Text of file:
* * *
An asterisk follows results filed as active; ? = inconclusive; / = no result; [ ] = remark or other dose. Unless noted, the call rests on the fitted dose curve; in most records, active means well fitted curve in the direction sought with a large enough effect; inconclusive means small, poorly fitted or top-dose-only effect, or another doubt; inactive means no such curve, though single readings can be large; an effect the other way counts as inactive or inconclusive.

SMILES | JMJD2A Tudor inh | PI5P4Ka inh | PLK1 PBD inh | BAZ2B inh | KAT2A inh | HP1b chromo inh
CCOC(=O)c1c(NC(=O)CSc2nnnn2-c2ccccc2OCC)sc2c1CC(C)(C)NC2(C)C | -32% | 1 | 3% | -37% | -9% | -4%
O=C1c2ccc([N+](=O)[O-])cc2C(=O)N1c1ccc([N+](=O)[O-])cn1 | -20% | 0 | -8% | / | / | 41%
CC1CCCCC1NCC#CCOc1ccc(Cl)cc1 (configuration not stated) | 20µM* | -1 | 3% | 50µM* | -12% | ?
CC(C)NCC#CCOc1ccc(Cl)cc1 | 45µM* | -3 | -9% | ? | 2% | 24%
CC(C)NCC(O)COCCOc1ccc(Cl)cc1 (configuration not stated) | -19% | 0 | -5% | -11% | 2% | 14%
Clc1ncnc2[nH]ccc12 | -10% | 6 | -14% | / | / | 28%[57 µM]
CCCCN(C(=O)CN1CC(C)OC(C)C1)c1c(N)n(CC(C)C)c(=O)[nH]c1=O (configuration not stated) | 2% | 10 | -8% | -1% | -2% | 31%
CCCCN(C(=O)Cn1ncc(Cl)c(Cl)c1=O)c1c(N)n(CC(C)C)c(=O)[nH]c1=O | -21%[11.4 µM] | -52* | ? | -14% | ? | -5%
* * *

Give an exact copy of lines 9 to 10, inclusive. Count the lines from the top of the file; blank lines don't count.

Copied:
CCCCN(C(=O)CN1CC(C)OC(C)C1)c1c(N)n(CC(C)C)c(=O)[nH]c1=O (configuration not stated) | 2% | 10 | -8% | -1% | -2% | 31%
CCCCN(C(=O)Cn1ncc(Cl)c(Cl)c1=O)c1c(N)n(CC(C)C)c(=O)[nH]c1=O | -21%[11.4 µM] | -52* | ? | -14% | ? | -5%